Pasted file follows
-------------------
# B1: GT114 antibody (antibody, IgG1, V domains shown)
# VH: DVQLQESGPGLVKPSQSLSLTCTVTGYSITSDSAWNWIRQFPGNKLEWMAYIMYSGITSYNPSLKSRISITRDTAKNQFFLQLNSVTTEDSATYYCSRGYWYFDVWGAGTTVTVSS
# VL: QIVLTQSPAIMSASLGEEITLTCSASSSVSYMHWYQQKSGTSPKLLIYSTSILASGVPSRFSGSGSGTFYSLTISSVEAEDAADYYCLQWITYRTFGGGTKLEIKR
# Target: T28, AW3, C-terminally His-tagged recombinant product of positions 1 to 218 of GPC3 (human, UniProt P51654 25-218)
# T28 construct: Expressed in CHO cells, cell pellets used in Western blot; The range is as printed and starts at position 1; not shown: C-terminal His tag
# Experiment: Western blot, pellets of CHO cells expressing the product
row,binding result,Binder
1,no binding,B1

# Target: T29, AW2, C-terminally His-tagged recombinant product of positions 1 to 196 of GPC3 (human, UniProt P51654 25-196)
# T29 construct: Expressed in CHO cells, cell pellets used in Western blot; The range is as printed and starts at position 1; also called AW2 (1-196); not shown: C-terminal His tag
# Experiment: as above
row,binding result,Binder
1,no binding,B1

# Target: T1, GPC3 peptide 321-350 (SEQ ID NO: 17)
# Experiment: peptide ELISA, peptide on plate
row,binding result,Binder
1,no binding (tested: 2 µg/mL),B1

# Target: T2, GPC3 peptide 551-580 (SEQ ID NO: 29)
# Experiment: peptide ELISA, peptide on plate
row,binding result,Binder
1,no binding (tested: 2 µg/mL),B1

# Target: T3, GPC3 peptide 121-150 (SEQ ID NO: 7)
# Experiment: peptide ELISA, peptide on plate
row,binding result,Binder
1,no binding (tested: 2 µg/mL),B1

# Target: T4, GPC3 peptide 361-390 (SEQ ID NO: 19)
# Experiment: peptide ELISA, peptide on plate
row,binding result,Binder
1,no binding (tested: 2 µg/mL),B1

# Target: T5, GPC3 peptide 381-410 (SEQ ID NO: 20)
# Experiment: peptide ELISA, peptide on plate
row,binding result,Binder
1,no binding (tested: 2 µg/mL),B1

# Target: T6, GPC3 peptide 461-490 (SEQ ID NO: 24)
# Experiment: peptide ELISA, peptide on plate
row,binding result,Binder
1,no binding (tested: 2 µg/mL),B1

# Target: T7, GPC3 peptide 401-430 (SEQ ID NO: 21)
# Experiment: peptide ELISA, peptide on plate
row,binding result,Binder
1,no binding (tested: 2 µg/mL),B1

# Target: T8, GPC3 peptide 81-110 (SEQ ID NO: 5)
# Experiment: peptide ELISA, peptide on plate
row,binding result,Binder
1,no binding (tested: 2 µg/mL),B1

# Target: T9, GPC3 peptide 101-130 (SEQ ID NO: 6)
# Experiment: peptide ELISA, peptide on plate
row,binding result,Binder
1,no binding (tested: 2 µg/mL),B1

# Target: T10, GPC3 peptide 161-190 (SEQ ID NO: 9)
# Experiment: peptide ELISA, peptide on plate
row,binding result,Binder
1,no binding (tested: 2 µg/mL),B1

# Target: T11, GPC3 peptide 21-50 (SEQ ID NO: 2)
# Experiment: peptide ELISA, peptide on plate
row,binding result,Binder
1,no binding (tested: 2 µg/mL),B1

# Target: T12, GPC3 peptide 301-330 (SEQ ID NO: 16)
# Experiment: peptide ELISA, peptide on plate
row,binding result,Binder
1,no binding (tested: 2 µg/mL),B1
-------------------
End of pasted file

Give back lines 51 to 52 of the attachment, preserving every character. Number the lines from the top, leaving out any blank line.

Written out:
# Experiment: peptide ELISA, peptide on plate
row,binding result,Binder